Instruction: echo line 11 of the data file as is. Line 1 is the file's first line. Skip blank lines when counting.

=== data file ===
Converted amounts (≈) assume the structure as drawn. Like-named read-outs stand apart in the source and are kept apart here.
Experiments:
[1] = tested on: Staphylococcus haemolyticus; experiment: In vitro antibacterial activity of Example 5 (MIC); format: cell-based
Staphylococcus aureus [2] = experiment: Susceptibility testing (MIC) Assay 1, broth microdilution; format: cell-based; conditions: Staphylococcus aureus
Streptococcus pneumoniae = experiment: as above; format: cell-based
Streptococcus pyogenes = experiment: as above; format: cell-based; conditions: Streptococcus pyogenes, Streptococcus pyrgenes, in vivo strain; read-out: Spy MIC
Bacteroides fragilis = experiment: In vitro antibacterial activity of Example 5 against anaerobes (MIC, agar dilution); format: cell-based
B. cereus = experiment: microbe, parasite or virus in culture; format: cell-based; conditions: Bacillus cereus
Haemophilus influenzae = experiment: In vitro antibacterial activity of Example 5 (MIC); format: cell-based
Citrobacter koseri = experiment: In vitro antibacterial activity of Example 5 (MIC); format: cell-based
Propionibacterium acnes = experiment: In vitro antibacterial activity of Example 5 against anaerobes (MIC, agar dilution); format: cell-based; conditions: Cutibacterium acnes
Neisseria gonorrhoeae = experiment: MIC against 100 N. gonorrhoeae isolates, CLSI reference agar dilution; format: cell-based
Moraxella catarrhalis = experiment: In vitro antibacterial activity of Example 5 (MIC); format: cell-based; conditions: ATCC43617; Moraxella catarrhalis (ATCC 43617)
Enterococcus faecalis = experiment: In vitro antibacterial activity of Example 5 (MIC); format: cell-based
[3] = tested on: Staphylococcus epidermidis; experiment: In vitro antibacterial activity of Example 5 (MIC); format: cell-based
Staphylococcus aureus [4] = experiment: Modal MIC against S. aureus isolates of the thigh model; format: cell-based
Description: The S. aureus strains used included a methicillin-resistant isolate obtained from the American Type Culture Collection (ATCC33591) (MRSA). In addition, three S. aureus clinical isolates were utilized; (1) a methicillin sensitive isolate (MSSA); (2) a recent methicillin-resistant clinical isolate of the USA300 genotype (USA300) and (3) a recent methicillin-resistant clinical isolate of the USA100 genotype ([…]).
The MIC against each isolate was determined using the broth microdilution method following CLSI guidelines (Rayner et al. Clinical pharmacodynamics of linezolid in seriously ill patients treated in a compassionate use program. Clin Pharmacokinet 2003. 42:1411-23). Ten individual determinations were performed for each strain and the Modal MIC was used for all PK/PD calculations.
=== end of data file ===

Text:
Propionibacterium acnes = experiment: In vitro antibacterial activity of Example 5 against anaerobes (MIC, agar dilution); format: cell-based; conditions: Cutibacterium acnes